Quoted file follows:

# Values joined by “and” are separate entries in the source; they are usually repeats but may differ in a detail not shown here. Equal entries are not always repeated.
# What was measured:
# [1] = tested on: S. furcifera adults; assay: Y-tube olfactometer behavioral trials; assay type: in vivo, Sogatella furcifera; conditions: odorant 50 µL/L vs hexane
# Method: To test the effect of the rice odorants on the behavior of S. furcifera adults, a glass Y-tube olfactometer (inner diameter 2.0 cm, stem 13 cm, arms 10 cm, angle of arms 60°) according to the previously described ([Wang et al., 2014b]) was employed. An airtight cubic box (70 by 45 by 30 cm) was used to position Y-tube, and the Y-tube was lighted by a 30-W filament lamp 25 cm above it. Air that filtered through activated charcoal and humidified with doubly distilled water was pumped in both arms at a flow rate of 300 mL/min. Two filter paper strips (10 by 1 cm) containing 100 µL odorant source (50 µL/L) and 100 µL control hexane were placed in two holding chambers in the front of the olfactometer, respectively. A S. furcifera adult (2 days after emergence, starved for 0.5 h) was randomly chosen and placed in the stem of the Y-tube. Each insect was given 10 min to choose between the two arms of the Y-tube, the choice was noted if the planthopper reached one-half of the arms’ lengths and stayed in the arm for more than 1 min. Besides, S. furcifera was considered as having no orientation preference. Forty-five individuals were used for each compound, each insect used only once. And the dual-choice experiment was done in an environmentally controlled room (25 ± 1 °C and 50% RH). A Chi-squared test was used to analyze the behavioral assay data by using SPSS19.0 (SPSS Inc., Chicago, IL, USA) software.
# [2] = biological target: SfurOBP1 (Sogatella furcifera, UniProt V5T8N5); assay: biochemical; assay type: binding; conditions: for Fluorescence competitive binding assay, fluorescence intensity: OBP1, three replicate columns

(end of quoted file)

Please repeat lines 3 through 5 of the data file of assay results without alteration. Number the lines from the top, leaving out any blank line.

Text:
# [1] = tested on: S. furcifera adults; assay: Y-tube olfactometer behavioral trials; assay type: in vivo, Sogatella furcifera; conditions: odorant 50 µL/L vs hexane
# Method: To test the effect of the rice odorants on the behavior of S. furcifera adults, a glass Y-tube olfactometer (inner diameter 2.0 cm, stem 13 cm, arms 10 cm, angle of arms 60°) according to the previously described ([Wang et al., 2014b]) was employed. An airtight cubic box (70 by 45 by 30 cm) was used to position Y-tube, and the Y-tube was lighted by a 30-W filament lamp 25 cm above it. Air that filtered through activated charcoal and humidified with doubly distilled water was pumped in both arms at a flow rate of 300 mL/min. Two filter paper strips (10 by 1 cm) containing 100 µL odorant source (50 µL/L) and 100 µL control hexane were placed in two holding chambers in the front of the olfactometer, respectively. A S. furcifera adult (2 days after emergence, starved for 0.5 h) was randomly chosen and placed in the stem of the Y-tube. Each insect was given 10 min to choose between the two arms of the Y-tube, the choice was noted if the planthopper reached one-half of the arms’ lengths and stayed in the arm for more than 1 min. Besides, S. furcifera was considered as having no orientation preference. Forty-five individuals were used for each compound, each insect used only once. And the dual-choice experiment was done in an environmentally controlled room (25 ± 1 °C and 50% RH). A Chi-squared test was used to analyze the behavioral assay data by using SPSS19.0 (SPSS Inc., Chicago, IL, USA) software.
# [2] = biological target: SfurOBP1 (Sogatella furcifera, UniProt V5T8N5); assay: biochemical; assay type: binding; conditions: for Fluorescence competitive binding assay, fluorescence intensity: OBP1, three replicate columns